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What's Hot in Cleveland and Philadelphia

Two of America's second cities are about to take center stage. Here's how Cleveland and Philly stack rank, using Foursquare location intelligence.

Written by Sarah Spagnolo on Jul 16, 2016 - Read time: 4 min - Read Later

Public Square in Cleveland, OH

Cleveland's new Public Square, which was redone just in time for next week's Republican National Convention.

It's tough to compare these two cities directly: Cleveland is about half the size of Philadelphia. So, unsurprisingly, Philly, with almost 12,000 restaurants, has about 3.5x the amount of eateries as Cleveland does. But both destinations have a reputation of being on the rise for foodies.

Our data shows that Cleveland's most distinctive dishes include those of Eastern European origin like pierogi and chicken paprikash. That's because Ohio is home to more than 400K Poles, and more than half of this population lives in Greater Cleveland. When it comes to drinks, dark beers and stouts are the most popular here.

You guessed it: cheesesteaks take the top slot for the predominant taste in Philly. But what is interesting is how often Foursquare and Swarm users go for variations on this famed sandwich and talk about chicken cheesesteaks and regular steak sandwiches, as well as hoagies and subs. According to our Swarm data, Pat's King of Steaks, is the most popular place to get the famed dish in Philly this year. To wash down those cheesesteaks, Philly drinkers go for draft beer when they go out.

2016 has been a banner year for Cleveland, though it's a city that's been quietly on the rise for decades. Recently, the city has seen an uptick in development, most notably with the June 30th opening of the city's Public Square. We're noticing that most of the restaurants that are trending now are located right smack downtown, and range from BBQ joints to coffee shops to soul food. At Mabel's BBQ, Foursquare users leave tips about the melt-in-your-mouth fatty brisket and the cracklin' potatoes and poppy seed coleslaw.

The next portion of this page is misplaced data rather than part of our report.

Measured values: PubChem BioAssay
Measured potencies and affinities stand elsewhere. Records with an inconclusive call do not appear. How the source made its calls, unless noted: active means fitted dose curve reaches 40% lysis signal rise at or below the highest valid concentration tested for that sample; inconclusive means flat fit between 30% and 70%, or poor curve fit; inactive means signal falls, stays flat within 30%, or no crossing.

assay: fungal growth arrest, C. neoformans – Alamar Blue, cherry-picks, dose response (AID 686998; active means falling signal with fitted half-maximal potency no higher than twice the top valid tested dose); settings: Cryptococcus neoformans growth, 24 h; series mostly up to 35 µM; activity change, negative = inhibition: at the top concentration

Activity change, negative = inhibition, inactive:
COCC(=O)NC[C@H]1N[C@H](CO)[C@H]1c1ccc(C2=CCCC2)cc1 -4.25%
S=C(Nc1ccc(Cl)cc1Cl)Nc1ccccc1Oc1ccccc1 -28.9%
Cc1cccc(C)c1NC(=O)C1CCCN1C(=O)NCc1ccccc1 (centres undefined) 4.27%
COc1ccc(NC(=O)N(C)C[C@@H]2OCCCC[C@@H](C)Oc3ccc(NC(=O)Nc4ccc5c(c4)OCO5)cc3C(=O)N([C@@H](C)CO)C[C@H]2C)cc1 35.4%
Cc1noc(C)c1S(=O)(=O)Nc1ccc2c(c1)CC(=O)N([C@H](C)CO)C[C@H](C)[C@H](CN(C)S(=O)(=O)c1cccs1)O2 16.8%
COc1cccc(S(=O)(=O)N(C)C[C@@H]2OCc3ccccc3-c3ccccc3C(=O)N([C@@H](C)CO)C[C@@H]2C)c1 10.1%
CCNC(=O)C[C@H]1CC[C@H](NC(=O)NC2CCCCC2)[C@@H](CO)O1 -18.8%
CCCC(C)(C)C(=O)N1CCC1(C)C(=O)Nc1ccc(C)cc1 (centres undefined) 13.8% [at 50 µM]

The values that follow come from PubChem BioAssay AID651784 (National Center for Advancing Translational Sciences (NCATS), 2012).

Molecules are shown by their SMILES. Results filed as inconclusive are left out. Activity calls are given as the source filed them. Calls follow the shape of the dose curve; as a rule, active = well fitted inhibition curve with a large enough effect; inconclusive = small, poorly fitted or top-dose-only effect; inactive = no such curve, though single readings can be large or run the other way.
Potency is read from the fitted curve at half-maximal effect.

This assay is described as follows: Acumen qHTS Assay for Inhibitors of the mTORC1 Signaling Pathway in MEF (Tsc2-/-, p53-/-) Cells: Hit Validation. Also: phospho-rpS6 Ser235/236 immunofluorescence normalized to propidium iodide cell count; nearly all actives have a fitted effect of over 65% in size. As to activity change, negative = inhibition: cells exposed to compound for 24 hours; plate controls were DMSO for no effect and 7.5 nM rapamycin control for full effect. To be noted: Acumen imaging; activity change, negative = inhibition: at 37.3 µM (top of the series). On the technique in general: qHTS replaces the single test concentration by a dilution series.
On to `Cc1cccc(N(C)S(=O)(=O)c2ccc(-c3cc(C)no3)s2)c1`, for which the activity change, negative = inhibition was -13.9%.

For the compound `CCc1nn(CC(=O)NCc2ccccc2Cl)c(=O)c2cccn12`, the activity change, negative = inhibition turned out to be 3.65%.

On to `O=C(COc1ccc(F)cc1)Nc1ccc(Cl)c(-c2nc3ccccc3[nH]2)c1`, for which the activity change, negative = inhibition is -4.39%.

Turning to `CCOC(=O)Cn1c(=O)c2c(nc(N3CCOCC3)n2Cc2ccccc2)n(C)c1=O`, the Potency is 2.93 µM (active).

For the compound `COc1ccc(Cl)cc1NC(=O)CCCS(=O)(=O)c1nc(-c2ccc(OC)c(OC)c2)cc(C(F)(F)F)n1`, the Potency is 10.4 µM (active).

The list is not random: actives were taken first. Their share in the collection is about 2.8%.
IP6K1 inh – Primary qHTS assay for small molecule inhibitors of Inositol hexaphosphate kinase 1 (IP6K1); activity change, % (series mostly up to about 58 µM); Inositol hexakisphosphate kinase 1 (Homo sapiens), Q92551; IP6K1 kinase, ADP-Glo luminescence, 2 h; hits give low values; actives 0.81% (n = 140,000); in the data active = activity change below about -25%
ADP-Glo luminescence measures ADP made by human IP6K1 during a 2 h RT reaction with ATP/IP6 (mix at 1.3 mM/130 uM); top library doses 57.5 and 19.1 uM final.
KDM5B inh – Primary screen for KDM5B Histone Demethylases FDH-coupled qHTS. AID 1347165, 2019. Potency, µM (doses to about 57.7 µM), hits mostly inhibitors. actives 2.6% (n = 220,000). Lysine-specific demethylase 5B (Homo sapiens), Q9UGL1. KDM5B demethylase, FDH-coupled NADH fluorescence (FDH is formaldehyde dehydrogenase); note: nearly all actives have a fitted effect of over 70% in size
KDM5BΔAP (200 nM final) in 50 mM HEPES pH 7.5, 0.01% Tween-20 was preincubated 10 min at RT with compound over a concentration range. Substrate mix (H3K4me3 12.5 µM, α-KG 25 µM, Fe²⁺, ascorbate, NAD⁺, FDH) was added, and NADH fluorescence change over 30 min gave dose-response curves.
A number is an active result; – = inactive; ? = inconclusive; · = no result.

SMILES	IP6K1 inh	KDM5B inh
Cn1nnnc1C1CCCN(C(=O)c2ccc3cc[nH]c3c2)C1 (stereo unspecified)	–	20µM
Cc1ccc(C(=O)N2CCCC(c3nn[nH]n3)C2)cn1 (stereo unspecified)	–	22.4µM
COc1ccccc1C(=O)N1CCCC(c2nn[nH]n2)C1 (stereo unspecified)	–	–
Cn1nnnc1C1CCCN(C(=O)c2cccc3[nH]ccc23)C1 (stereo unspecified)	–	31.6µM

Though Philadelphia's food scene is decidedly hot, it's not about destination restaurants, really. Instead the story is about neighborhood spots throughout the city that shine. Assembly, with a rooftop bar in Logan Square, is one to try right now, as is Root Restaurant, in Fishtown. And ice cream shops, like Sweet Charlie's in Center City East.

The story in Cleveland is all about the brand-new Public Square in downtown; it's seen an immediate surge in Swarm check-ins. As it's only an eight-minute walk from the Quicken Loans Arena, this popularity will continue well into next week.

Most of Philly's popular destinations are about a 15-minute ride from the Wells Fargo Center. That includes the summertime outdoor village Spruce Street Harbor Park — complete with a floating restaurant, beer garden, and hammocks — and the outdoor art installation on South Street called the Magic Gardens. And of course, there's always the Liberty Bell Center (it's free, but you'll have to wait in line or fight to get a great photo).


  • Cleveland tourists often descend for sporting events. Quicken Loans Arena, home to the Cavaliers, is hot this year, as is Progressive Field, ballpark of the Cleveland Indians. The 8.4-ranked Intercontinental is a favorite for travelers, as is TownHall, an American restaurant in the neighborhood of Ohio City.
  • Locals gravitate toward the arenas and stadiums, but are also likely to be found at outdoor spots like Edgewater Park Reservation, on the coast of Lake Erie, or at the Cleveland Metroparks Zoo, which just last month opened the $4.1 million Rosebrough Tiger Passage.
  • The landmark Heinen's Grocery Store in Downtown, with its historic Rotunda, is popular with both locals and tourists, and will likely be a favorite during the RNC thanks to its grab-and-go options.


  • In the City of Brotherly Love, the top places for tourists include 30th Street Station, one of the busiest train stations in the U.S., which made news last month after Amtrak and other companies unveiled a development plan to improve the station and its surrounding area. The second most popular spot for tourists? The Reading Terminal Mall. This points to how transformative food tourism — and dynamic food markets — can be to a destination.
  • Locals visit 30th Street Station and the Reading Terminal Mall as well, but are more likely to be at Rittenhouse Square, Dilworth Park and Trader Joe's in Center City Park than the tourists. Delegates and media looking for a break should try Dilworth for its lush lawn and fountain.

Cleveland has about half the number of hotels that they do in Philly. Both cities tend to see more tourists in the earlier parts of the summer (May and June) with a slight decrease in July and August, followed by an uptick again in early fall.

In terms of recent development, in the past four years, eight Center City Philadelphia hotels have opened, renovated or rebranded, with eight more projected to open by the end of 2017. By the end of 2016, Cleveland will have added six new downtown hotels since 2012.


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